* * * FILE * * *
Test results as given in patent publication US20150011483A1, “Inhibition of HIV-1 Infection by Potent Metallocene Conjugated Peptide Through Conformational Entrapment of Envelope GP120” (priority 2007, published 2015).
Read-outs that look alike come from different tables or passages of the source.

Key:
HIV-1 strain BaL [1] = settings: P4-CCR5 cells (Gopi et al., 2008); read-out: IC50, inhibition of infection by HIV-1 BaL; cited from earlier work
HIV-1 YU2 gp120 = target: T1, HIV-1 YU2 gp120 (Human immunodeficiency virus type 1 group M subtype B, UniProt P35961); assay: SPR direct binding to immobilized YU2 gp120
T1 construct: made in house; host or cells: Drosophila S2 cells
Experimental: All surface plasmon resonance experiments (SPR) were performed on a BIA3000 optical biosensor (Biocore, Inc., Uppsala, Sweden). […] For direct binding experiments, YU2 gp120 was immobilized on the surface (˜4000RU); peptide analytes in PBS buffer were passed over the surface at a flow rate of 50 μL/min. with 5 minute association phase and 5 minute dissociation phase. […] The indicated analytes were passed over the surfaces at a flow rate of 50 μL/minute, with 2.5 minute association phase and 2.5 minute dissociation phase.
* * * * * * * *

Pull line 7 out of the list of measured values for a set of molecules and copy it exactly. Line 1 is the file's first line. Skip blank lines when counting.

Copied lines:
Experimental: All surface plasmon resonance experiments (SPR) were performed on a BIA3000 optical biosensor (Biocore, Inc., Uppsala, Sweden). […] For direct binding experiments, YU2 gp120 was immobilized on the surface (˜4000RU); peptide analytes in PBS buffer were passed over the surface at a flow rate of 50 μL/min. with 5 minute association phase and 5 minute dissociation phase. […] The indicated analytes were passed over the surfaces at a flow rate of 50 μL/minute, with 2.5 minute association phase and 2.5 minute dissociation phase.